Edgar Wright has proven several times now that he can direct a kick-ass action scene, and all of his visual flair is completely missed in Antman. Sure, there’s not too much that’s glaringly wrong about the movie. Like I said the action, while bland, is still a whole lot less bland than Marvel’s other entries. The characters aren’t always well written, their arcs are weirdly paced, and their voices change, but generally in pretty understated ways. Some of the jokes are kind of funny, even if it feels weird that Marvel would make a movie in 2015 with exclusively goofy ethnic characters (excepting a few appearances from Wood Harris). It’s all part of the “nothing explosively bad” label. Nothing in this movie makes you reel, or laugh at moments the movie thought would be cool, but nothing about it is particularly excellent either, just varying degrees of blandly bad.

(Digressive side note: I’ve been watching a lot of kaiju films lately, as you may have noticed, and I could imagine these movies eventually functioning weirdly like that. A few excellent entries, some very talented components, but pretty wildly fluctuating in quality.)

But speaking of explosively bad it’s time to talk about Fantastic Four.

I think just about everyone I talked to leading up to the release of the Fantastic Four misunderstood the tone of the original characters. Eventually I came up with what I still think is an effective shorthand for conveying what a Fantastic Four movie should strive for. “They’re basically like Spider-Man.” Which might seem simplistic, but if you think about it the Fantastic Four really are a lot like Spider-Man. They’re a blend of pulp and humour and melodrama. They’re just older than Spider-Man and lean towards a dysfunctional family dynamic.

The other thing I would do is rant about why I’d hate the movie if it changed Doctor Doom. Doctor Doom is, quite simply, the perfect comic book villain. He’s a dictator who views himself as benevolent, which gives him agency, resources, and context. He’s striking and iconic, and he has equal access to mad science and dark magic. All this basically means that Doctor Doom can exist in literally any kind of story. Grim and realistic? Perfect, Doom is basically Marvel’s Kim Jong-un. Campy and more like the Marvel Universe films? Perfect, Doom is a vengeful ex-colleague in a metal suit. He works everywhere without alteration.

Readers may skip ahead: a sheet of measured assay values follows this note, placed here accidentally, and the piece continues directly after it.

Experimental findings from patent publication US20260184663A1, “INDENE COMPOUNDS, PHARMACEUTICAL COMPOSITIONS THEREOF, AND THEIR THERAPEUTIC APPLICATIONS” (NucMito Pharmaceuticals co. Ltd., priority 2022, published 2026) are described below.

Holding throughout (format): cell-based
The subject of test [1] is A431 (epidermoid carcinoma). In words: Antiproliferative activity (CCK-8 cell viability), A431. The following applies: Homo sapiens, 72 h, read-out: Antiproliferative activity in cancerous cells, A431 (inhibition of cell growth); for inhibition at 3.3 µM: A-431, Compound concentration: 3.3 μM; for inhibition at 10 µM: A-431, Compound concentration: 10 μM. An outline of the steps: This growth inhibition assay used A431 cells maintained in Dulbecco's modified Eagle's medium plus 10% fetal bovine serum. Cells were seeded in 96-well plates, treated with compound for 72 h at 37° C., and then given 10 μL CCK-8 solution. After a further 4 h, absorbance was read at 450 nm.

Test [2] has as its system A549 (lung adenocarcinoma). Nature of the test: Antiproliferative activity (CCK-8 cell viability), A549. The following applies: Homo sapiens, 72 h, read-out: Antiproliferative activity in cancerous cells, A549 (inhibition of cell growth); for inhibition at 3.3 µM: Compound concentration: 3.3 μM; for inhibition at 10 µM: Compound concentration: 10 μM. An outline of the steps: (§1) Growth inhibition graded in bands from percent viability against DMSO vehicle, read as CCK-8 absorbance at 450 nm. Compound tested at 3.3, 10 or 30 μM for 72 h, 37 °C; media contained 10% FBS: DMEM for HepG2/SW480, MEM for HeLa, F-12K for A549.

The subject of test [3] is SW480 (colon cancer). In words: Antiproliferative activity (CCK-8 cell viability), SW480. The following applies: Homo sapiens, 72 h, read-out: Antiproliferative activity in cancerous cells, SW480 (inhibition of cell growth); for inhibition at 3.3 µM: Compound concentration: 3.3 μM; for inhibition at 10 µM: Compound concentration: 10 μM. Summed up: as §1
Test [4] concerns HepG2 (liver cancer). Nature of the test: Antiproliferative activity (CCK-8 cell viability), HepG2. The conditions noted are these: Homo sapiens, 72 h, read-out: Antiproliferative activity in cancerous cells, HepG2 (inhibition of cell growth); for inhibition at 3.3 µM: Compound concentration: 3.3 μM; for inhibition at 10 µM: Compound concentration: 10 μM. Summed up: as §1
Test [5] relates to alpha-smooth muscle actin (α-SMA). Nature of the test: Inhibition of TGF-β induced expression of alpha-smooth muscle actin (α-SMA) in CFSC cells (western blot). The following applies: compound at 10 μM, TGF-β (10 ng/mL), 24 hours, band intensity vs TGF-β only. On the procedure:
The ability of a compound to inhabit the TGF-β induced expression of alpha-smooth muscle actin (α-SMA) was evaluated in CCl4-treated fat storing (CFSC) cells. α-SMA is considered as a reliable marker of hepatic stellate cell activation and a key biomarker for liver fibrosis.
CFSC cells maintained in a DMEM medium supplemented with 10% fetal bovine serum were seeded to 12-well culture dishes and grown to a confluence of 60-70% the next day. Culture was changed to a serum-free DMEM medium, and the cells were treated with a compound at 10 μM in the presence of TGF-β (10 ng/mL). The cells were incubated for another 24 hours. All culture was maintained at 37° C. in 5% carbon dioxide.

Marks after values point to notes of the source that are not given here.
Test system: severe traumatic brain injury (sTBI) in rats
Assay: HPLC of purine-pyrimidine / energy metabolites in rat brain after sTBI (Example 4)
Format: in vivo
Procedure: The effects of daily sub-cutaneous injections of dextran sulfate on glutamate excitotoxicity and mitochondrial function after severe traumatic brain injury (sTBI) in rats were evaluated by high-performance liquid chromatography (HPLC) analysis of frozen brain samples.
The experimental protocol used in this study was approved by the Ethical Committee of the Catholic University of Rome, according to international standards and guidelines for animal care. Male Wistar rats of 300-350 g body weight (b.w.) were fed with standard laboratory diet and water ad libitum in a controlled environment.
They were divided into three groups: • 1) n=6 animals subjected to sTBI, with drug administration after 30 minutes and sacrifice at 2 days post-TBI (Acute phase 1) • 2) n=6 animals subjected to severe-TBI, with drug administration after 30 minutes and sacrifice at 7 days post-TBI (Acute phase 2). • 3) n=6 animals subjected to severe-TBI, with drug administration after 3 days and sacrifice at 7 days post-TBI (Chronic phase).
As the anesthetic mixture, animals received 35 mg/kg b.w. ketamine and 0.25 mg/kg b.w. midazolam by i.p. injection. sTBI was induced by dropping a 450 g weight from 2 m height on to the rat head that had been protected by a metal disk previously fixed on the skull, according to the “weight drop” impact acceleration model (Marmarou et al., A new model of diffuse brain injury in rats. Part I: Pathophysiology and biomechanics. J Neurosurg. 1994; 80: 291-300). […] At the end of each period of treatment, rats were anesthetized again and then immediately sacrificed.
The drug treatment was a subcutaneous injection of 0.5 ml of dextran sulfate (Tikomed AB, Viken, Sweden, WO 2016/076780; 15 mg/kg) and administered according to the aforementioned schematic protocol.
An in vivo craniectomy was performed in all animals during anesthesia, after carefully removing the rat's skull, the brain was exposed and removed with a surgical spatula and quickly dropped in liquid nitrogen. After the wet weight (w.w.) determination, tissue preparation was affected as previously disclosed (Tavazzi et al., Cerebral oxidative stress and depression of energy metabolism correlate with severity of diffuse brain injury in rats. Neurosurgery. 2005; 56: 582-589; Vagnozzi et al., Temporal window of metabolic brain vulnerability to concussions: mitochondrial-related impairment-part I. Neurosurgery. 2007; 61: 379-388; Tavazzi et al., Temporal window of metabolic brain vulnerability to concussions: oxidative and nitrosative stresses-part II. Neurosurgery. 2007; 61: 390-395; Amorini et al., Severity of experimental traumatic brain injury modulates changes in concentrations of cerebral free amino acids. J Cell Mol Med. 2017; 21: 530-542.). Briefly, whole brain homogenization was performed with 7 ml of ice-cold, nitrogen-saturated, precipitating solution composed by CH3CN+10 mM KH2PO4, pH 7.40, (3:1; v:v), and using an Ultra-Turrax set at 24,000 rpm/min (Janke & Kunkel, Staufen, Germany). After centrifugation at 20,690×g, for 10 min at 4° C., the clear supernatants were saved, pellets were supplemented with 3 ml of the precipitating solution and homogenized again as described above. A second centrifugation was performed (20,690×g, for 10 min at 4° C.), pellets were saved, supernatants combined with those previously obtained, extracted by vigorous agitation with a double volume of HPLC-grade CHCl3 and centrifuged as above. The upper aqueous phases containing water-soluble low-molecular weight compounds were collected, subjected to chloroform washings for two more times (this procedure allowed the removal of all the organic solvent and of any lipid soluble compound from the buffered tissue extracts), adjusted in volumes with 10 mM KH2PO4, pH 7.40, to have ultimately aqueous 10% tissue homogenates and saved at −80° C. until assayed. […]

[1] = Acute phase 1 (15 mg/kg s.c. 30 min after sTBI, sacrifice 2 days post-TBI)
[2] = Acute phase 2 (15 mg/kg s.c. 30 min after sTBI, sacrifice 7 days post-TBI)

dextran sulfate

So OF COURSE the movie fucks him up completely.

But of course the movie pretty much fucks up everything.

The movie makes a few interesting, unexpectedly artistic choices though. For one thing it takes an almost Kubrickian route with the performances, casting a bunch of talented actors and then asking them to seem as bland and uncharismatic as possible. Because surely they weren’t just all depressed by the sheer weight of mediocrity around them? The lack of any life or character to the performances in this film is remarkable. The whole film’s best joke is an entirely execution dependent Borat reference. Seriously. I legitimately was convinced the jokes in the trailer couldn’t be as unfunny as they seemed, that had to be a contextual thing. But no, this movie’s attempts at humour are painfully pitiful.

Not as pitiful as its approach to structure though. I’ve personally always favoured a structural heavy approach to writing things, and I tend to like a movie that seems as if it’s thought through what will happen when. Fantastic Four is a rambling mess. It starts with Reed Richards as a kid for a surprisingly long time, then cuts to him as a teenager. He goes to The Baxter Institute and starts working on inter-dimensional travel. There’s an overlong portion of the movie devoted to getting all these characters together and getting them across dimensions. Like it must be at least a solid hour, hour-plus into the movie. Then they all get powers, black out, and wake up in a military facility. Then there’s five minutes of body horror that culminates in Reed escaping. I was confused by the tonal shift, but I was willing to stick with it because it felt well executed. Then the movie cut to a title card and leapt a year into the future.

Then everyone gets back together at the government institute, pops open the dimensional portal again, and bring back Doom (lost on the first trip). He’s gone crazy (giving us some of the sloppiest character writing the movie can manage) and starts blowing up heads and trying to…sigh…convert the world to energy. Then the movie suddenly climaxes and ends.